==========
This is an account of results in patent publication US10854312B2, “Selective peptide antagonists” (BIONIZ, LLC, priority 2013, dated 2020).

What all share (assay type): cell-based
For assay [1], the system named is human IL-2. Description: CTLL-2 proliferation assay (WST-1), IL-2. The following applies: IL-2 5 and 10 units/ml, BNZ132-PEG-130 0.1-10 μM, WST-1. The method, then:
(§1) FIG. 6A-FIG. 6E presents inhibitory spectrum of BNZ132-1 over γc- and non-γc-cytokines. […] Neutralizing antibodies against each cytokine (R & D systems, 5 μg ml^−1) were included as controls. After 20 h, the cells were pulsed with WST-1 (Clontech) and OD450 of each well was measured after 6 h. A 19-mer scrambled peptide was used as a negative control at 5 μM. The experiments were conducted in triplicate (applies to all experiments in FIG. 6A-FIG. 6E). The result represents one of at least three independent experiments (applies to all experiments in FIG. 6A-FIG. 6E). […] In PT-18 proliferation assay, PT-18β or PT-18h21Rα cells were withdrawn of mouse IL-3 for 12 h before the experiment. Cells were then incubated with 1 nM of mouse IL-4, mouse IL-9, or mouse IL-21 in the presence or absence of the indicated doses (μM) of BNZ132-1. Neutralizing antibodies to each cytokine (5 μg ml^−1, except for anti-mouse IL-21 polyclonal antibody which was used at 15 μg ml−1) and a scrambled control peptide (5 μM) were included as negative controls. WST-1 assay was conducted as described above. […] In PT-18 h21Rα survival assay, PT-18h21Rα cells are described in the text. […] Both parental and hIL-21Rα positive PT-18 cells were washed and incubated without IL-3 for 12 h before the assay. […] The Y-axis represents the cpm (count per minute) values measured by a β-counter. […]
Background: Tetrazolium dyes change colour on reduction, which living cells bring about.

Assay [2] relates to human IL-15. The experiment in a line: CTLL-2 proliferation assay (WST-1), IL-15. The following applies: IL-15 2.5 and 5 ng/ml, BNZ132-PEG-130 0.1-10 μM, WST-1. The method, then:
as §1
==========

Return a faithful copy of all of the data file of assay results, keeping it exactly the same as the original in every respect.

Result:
This is an account of results in patent publication US10854312B2, “Selective peptide antagonists” (BIONIZ, LLC, priority 2013, dated 2020).

What all share (assay type): cell-based
For assay [1], the system named is human IL-2. Description: CTLL-2 proliferation assay (WST-1), IL-2. The following applies: IL-2 5 and 10 units/ml, BNZ132-PEG-130 0.1-10 μM, WST-1. The method, then:
(§1) FIG. 6A-FIG. 6E presents inhibitory spectrum of BNZ132-1 over γc- and non-γc-cytokines. […] Neutralizing antibodies against each cytokine (R & D systems, 5 μg ml^−1) were included as controls. After 20 h, the cells were pulsed with WST-1 (Clontech) and OD450 of each well was measured after 6 h. A 19-mer scrambled peptide was used as a negative control at 5 μM. The experiments were conducted in triplicate (applies to all experiments in FIG. 6A-FIG. 6E). The result represents one of at least three independent experiments (applies to all experiments in FIG. 6A-FIG. 6E). […] In PT-18 proliferation assay, PT-18β or PT-18h21Rα cells were withdrawn of mouse IL-3 for 12 h before the experiment. Cells were then incubated with 1 nM of mouse IL-4, mouse IL-9, or mouse IL-21 in the presence or absence of the indicated doses (μM) of BNZ132-1. Neutralizing antibodies to each cytokine (5 μg ml^−1, except for anti-mouse IL-21 polyclonal antibody which was used at 15 μg ml−1) and a scrambled control peptide (5 μM) were included as negative controls. WST-1 assay was conducted as described above. […] In PT-18 h21Rα survival assay, PT-18h21Rα cells are described in the text. […] Both parental and hIL-21Rα positive PT-18 cells were washed and incubated without IL-3 for 12 h before the assay. […] The Y-axis represents the cpm (count per minute) values measured by a β-counter. […]
Background: Tetrazolium dyes change colour on reduction, which living cells bring about.

Assay [2] relates to human IL-15. The experiment in a line: CTLL-2 proliferation assay (WST-1), IL-15. The following applies: IL-15 2.5 and 5 ng/ml, BNZ132-PEG-130 0.1-10 μM, WST-1. The method, then:
as §1